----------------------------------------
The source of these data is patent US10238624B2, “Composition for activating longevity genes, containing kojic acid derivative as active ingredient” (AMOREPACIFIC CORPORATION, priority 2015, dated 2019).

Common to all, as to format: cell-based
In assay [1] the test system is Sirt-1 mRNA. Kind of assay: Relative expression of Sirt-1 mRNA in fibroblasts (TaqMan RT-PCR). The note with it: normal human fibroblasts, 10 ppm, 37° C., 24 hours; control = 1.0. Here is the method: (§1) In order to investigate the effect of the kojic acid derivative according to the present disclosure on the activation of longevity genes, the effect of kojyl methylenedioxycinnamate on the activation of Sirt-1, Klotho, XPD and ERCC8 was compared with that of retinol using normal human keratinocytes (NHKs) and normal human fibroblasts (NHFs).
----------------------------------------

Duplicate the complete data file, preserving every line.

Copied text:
The source of these data is patent US10238624B2, “Composition for activating longevity genes, containing kojic acid derivative as active ingredient” (AMOREPACIFIC CORPORATION, priority 2015, dated 2019).

Common to all, as to format: cell-based
In assay [1] the test system is Sirt-1 mRNA. Kind of assay: Relative expression of Sirt-1 mRNA in fibroblasts (TaqMan RT-PCR). The note with it: normal human fibroblasts, 10 ppm, 37° C., 24 hours; control = 1.0. Here is the method: (§1) In order to investigate the effect of the kojic acid derivative according to the present disclosure on the activation of longevity genes, the effect of kojyl methylenedioxycinnamate on the activation of Sirt-1, Klotho, XPD and ERCC8 was compared with that of retinol using normal human keratinocytes (NHKs) and normal human fibroblasts (NHFs).